December Road: Sam won’t be heading west even if Mayo end 69-year drought

JJ backs Cody to remain with Kilkenny . . . Waterford sorting out their ratio . . . Coldrick call

Mayo captain Aidan O’Shea lifts the Nestor Cup after the Connacht SFC Final win over Galway at  Pearse Stadium in  Salthill. Photograph:  James Crombie/Inpho

Mayo captain Aidan O’Shea lifts the Nestor Cup after the Connacht SFC Final win over Galway at Pearse Stadium in Salthill. Photograph: James Crombie/Inpho

 

Mayo captain Aidan O’Shea was asked at the county’s remote press conference about the prospect of winning next week’s All-Ireland final for the first time in 69 years and still not getting to bring the Sam Maguire back home.

The GAA has made clear that neither football nor hurling All-Ireland champions will be permitted to pack the trophies into their bags after the upcoming finals – in order to deter homecoming celebrations and their attendant Covid risks.

If that might prove a bit anti-climactic after what would be the most eagerly awaited title in GAA history, O’Shea points out that he’s already been there with the Nestor Cup.

“Yeah, obviously had a bit of experience with it with the Connacht title. The fact that we have to drive to the game by ourselves – I was expecting it to be coming back with me afterwards. Unfortunately that’s not the case.”

Whereas he feels the restrictions are excessive, he accepts that circumstances are far from normal.

“I wasn’t aware until that moment that those restrictions were in place but, yeah, maybe it’s a little bit over the top.

“I think the moment when you walk back into the dressingroom with a cup is something special and I think the GAA can afford both teams, this weekend and next weekend, to allow that. But at the same time, I understand the circumstances so if there’s a justification around why that is the case, fair enough, it’s important to abide by it and follow the restrictions.”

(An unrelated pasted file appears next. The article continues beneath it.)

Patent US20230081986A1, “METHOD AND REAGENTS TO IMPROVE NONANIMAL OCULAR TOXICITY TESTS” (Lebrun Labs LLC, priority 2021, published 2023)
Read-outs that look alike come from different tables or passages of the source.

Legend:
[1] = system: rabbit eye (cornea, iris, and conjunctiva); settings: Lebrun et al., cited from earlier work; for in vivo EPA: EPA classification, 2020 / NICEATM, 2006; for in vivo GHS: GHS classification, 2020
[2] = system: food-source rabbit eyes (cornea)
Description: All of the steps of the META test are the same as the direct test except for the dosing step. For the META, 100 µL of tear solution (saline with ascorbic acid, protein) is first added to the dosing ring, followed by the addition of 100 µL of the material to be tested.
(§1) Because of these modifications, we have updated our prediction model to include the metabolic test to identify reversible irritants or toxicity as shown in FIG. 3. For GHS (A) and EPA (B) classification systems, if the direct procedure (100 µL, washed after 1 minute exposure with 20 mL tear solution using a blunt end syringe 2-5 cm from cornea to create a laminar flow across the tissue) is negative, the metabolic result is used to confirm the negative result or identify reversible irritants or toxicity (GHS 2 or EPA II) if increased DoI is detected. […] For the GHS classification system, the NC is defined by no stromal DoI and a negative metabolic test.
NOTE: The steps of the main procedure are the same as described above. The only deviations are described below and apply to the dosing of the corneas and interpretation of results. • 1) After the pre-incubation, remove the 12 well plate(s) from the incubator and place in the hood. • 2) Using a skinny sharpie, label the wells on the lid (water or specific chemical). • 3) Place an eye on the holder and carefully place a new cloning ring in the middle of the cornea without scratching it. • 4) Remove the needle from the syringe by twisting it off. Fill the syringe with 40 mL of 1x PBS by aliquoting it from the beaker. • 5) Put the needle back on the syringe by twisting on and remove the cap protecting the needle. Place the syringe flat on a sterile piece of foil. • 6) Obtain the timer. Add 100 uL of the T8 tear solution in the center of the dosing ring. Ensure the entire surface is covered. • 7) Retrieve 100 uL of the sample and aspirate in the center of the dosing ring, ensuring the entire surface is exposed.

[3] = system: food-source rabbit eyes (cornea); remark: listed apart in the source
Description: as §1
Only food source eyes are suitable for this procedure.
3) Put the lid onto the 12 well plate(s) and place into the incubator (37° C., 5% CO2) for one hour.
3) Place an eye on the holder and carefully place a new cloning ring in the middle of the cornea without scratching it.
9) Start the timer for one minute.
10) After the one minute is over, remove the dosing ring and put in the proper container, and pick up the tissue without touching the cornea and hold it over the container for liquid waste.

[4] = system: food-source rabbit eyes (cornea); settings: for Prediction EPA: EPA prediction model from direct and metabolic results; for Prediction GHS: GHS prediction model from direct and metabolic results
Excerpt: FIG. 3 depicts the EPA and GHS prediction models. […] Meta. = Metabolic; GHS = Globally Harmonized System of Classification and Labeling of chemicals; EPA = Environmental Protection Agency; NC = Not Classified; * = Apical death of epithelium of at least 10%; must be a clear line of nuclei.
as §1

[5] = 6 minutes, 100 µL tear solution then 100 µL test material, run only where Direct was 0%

JJ sees no change

Maybe Brian Cody’s favourite defender isn’t an entirely dispassionate voice but Sky pundit and former Kilkenny colossus JJ Delaney doesn’t envisage any disruption to what would be the manager’s 23rd year.

“I think Brian will stay on and give the likes of [selectors] Martin Comerford and DJ Carey a proper crack at it. One year is not enough to put your stamp on this team. The reason being, he has a new management team in with him.

“It would be very hard for them to leave after a year obviously. If Brian goes, I’m presuming his management team will go there as well.

“I haven’t any issue with him staying on. I think he is the best guy to bring Kilkenny forward again and obviously rebuild a team with the few players he has coming back and a few that have gathered experience this year as well.”

Fail again – fail better

Waterford have sharpened up one aspect of their championship progress and that’s the ratio of semi-final victories to defeats. Over the past 23 years, the county has been turning up for All-Ireland semi-finals as often, 13 times, as Tipperary – both well behind Kilkenny on 18. Tipp though have four MacCarthy Cups to show for it.

From 1998 to 2008, Waterford’s ratio was five defeats to one win and that was repeated over the next six outings, 2009-17. Now just three years later they have won successive semi-finals for the first time since 1963.

They might also reflect that last year’s winners Tipperary failed to qualify from Munster the previous summer, something Waterford can also ‘boast’ this year.

Coldrick breaks new ground

David Coldrick from Blackhall Gaels is to take charge of next week’s All-Ireland football final between Dublin and Mayo.

It’s his fourth final and curiously, not alone has the Meath referee not taken charge of any of the counties’ four previous All-Ireland meetings in the past eight years – neither has he officiated at any of their four semi-finals since 2012.

His three finals to date have featured Kerry-Cork in 2007, Cork-Down (2010) and Dublin-Kerry (2015). His umpires are Séamus McCormack (Walterstown), Stephen O’Hare (Syddan), Ronan Garry (Donaghmore-Ashbourne) and Pádraig Coyle (Senechalstown).

Down’s Paul Faloon (Drumgath) will take charge of the EirGrid under-20 football final between Dublin and Galway.

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